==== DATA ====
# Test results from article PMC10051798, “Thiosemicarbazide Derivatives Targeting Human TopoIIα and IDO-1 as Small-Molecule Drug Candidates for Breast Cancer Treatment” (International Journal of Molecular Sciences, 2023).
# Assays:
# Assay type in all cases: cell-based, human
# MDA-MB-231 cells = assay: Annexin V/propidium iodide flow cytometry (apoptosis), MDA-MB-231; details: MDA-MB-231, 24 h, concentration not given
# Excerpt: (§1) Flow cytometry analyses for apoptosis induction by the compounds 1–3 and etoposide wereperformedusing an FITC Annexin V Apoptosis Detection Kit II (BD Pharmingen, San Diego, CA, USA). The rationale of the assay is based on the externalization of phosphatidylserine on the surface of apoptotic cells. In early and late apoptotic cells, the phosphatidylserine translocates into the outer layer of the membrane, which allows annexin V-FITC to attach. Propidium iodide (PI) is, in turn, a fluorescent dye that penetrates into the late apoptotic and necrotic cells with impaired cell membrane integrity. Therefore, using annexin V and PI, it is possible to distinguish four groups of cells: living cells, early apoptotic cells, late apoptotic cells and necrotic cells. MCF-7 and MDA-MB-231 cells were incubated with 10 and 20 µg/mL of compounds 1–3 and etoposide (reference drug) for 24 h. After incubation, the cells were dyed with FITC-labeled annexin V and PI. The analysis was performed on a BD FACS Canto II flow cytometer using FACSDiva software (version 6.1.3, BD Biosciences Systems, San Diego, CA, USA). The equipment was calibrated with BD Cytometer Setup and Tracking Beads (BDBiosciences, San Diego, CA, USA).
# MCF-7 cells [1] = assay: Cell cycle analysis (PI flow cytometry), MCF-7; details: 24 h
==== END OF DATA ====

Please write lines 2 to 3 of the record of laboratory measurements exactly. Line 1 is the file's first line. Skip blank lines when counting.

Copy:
# Assays:
# Assay type in all cases: cell-based, human